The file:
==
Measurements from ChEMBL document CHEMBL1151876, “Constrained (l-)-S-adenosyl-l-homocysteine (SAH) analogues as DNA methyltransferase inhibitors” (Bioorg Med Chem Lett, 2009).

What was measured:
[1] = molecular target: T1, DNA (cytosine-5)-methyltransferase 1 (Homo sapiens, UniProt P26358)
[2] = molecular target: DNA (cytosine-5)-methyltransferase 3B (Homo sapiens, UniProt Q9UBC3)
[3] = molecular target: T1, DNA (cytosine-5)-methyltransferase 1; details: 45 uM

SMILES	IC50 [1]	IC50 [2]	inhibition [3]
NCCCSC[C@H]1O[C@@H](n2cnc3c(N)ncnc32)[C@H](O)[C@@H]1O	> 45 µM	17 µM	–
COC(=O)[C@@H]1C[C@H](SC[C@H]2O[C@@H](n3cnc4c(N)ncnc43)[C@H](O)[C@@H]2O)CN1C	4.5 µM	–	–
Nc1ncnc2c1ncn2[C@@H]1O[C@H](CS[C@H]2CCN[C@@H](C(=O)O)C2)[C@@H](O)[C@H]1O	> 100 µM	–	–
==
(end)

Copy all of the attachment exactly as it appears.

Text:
Measurements from ChEMBL document CHEMBL1151876, “Constrained (l-)-S-adenosyl-l-homocysteine (SAH) analogues as DNA methyltransferase inhibitors” (Bioorg Med Chem Lett, 2009).

What was measured:
[1] = molecular target: T1, DNA (cytosine-5)-methyltransferase 1 (Homo sapiens, UniProt P26358)
[2] = molecular target: DNA (cytosine-5)-methyltransferase 3B (Homo sapiens, UniProt Q9UBC3)
[3] = molecular target: T1, DNA (cytosine-5)-methyltransferase 1; details: 45 uM

SMILES	IC50 [1]	IC50 [2]	inhibition [3]
NCCCSC[C@H]1O[C@@H](n2cnc3c(N)ncnc32)[C@H](O)[C@@H]1O	> 45 µM	17 µM	–
COC(=O)[C@@H]1C[C@H](SC[C@H]2O[C@@H](n3cnc4c(N)ncnc43)[C@H](O)[C@@H]2O)CN1C	4.5 µM	–	–
Nc1ncnc2c1ncn2[C@@H]1O[C@H](CS[C@H]2CCN[C@@H](C(=O)O)C2)[C@@H](O)[C@H]1O	> 100 µM	–	–